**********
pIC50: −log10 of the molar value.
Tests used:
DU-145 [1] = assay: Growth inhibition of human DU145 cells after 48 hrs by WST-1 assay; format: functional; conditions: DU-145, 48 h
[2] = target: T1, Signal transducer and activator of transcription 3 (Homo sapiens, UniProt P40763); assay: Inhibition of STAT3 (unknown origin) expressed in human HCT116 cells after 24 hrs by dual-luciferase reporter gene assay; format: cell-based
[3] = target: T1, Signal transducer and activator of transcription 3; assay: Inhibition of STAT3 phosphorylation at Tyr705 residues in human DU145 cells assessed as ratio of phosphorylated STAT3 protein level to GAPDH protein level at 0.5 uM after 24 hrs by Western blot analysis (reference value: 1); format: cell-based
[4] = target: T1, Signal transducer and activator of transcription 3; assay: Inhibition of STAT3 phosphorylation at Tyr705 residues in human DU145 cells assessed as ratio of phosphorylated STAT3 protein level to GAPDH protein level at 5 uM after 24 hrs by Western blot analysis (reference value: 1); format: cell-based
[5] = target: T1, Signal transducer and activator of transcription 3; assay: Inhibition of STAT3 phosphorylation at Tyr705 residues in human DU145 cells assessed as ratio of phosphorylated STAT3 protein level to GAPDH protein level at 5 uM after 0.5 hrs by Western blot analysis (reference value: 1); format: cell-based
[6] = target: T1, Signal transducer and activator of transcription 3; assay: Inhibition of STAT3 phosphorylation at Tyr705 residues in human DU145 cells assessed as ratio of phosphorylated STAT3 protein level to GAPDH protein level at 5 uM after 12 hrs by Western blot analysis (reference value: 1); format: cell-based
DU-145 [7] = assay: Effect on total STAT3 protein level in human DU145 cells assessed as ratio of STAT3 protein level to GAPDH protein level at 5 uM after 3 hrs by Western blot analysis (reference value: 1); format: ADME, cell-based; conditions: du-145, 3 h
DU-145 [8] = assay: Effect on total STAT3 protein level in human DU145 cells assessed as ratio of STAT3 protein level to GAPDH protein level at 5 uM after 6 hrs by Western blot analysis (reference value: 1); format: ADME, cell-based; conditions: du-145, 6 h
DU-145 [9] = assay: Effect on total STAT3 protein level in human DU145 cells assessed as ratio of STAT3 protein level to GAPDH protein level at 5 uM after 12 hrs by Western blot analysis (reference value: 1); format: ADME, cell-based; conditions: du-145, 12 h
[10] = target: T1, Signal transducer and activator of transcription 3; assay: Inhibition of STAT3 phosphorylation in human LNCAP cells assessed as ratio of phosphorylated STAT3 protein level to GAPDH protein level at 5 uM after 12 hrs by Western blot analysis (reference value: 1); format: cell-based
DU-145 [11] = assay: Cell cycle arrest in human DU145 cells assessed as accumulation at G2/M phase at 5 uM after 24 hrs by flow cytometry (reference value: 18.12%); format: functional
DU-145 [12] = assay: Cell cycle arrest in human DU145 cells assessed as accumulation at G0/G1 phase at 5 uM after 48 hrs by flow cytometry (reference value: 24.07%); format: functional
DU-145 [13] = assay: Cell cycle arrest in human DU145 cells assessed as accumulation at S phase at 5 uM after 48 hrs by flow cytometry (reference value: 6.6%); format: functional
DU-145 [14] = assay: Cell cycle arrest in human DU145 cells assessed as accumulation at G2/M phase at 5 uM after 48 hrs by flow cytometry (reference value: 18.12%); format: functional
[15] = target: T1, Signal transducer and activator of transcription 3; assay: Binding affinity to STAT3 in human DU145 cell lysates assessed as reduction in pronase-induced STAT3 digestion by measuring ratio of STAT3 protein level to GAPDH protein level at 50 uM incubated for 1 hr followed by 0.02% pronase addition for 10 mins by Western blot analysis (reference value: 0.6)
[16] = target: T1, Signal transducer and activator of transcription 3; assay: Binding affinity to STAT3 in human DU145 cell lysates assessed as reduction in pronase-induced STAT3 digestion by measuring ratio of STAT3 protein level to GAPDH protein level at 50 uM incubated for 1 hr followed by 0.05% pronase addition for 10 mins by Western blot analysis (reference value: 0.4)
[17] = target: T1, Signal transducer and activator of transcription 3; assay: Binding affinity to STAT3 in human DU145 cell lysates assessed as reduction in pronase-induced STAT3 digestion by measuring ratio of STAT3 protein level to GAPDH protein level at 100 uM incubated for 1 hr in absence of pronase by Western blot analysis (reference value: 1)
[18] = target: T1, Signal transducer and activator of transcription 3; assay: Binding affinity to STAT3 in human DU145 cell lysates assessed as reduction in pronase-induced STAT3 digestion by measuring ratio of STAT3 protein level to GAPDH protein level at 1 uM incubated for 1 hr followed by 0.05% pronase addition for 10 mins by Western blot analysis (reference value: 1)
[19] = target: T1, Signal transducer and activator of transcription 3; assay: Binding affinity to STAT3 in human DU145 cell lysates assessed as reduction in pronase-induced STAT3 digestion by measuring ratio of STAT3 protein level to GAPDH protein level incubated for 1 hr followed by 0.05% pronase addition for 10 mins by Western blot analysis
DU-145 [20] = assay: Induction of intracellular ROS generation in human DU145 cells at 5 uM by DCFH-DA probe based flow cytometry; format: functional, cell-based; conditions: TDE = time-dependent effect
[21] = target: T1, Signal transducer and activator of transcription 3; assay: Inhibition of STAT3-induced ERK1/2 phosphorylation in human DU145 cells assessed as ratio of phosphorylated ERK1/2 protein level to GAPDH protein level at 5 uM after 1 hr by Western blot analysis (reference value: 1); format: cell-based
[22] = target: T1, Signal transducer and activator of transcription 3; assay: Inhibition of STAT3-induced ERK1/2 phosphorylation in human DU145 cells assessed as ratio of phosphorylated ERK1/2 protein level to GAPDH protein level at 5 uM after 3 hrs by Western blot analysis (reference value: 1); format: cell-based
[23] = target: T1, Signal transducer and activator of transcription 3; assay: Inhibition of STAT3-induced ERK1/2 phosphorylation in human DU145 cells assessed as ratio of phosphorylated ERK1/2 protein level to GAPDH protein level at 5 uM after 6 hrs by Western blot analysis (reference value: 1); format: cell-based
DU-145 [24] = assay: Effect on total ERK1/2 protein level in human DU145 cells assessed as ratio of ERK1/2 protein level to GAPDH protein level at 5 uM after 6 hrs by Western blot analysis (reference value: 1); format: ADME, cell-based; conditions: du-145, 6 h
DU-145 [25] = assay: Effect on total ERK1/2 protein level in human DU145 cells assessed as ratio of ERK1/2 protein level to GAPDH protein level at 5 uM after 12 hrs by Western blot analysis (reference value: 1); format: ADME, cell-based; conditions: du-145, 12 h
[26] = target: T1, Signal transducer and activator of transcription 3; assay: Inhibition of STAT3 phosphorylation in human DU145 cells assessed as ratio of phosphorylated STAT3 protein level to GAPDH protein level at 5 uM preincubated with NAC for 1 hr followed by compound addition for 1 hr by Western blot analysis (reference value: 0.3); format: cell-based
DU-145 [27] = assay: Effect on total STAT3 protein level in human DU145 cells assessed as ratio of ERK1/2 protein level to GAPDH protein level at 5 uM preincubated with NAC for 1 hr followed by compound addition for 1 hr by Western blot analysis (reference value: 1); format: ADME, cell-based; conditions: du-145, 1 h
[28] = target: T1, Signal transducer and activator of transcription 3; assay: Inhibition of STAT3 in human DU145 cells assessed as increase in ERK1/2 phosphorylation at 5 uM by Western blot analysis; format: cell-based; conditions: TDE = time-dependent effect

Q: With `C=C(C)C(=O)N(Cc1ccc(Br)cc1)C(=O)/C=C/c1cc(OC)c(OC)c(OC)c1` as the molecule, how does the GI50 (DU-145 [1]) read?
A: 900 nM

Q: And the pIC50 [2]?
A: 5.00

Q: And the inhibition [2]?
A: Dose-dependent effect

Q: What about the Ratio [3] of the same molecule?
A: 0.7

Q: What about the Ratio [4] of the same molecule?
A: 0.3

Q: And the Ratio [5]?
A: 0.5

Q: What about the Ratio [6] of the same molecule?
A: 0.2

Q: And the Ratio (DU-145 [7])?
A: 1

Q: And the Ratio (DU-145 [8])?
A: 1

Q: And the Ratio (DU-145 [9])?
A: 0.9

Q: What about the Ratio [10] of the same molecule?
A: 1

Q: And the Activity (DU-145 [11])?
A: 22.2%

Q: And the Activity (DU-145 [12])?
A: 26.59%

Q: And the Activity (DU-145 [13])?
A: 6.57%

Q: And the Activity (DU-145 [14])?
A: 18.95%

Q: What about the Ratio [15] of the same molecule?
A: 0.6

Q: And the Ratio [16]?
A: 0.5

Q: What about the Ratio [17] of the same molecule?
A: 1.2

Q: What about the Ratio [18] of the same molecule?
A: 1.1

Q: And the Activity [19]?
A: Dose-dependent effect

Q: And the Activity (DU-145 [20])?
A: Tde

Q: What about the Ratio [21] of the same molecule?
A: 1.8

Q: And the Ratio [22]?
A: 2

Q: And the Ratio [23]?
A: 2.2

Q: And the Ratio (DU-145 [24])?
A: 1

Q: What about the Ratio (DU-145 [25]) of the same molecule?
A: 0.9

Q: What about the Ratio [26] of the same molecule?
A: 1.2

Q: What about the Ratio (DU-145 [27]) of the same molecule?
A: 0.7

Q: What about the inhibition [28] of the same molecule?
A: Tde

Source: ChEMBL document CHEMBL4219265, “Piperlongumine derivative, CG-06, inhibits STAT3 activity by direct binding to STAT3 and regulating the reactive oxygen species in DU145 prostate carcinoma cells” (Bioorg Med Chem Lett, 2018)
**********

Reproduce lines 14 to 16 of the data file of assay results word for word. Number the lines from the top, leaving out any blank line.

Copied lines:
DU-145 [12] = assay: Cell cycle arrest in human DU145 cells assessed as accumulation at G0/G1 phase at 5 uM after 48 hrs by flow cytometry (reference value: 24.07%); format: functional
DU-145 [13] = assay: Cell cycle arrest in human DU145 cells assessed as accumulation at S phase at 5 uM after 48 hrs by flow cytometry (reference value: 6.6%); format: functional
DU-145 [14] = assay: Cell cycle arrest in human DU145 cells assessed as accumulation at G2/M phase at 5 uM after 48 hrs by flow cytometry (reference value: 18.12%); format: functional